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I may meander but I'm exploring, not lost

Nov 24, 2015

CISO/ISM ethics

If you had the requisite access, skills and opportunity to defraud or otherwise exploit your employer (which, I suspect, many of us in this profession do), would you be tempted to take advantage? Not even a tiny bit? What if the ‘social contract’ with your employer was seriously strained for some reason - something had soured the relationship, putting your nose out of joint, once too often? 

If you were so inclined, how much effort would you be willing to expend to 'get your own back'? Would you feel justified in causing material harm? Would you be willing to break the law? Would it matter if you worked for a bank, the government, a charity or family business?

And how cautious/subtle/sneaky would you be about it? What if the potential prize on offer was, say, more than $10 million: how tempting would that be? How much caution and risk mitigation would $10m buy you?

Stories like that make me wonder idly about my personal integrity and ethics. If everyone has their price, what’s mine? Despite my high ideals and glinting halo, I suspect, regretfully, that it is very, very large ... but probably not infinite. I'm human, after all.

Even raising and contemplating the remote possibility makes me feel very uncomfortable in my own skin, but that's not a good reason to ignore the risk. I'm not talking about straightforward greed, malice and criminality here. We obviously need to deal with those but bad apples in our midst pose different challenges.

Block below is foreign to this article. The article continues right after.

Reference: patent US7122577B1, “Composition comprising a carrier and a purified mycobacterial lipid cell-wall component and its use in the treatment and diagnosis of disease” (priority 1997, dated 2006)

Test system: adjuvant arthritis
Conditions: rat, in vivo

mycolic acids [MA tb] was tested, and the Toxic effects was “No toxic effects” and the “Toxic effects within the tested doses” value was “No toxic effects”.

How on Earth can our organizations reasonably expect to counter such unlikely but severe insider threats? The guy in the news story made fundamental information security errors, clearly, but how many others slip through the net or, worse still, sneak under the radar without their indiscretions ever being discovered? 

Thinking back over my career in information security and IT audit, I’ve worked with some absolutely superb, consummate professionals to whom I’d happily trust my life (literally), plus a few distinctly dubious characters who couldn’t sell me a used car … and, to be frank, I don’t know which category worries me the most. My character assessment abilities have proven pretty good on the whole but definitely not perfect. I've been taken-in by fakes and fraudsters from time to time: social engineering is a powerful weapon. I wonder what I've missed? I wonder who I might have sleighted by doubting their word (just doing my job, you understand, but I do have a conscience).

Regards,
Gary (Gary@isect.com)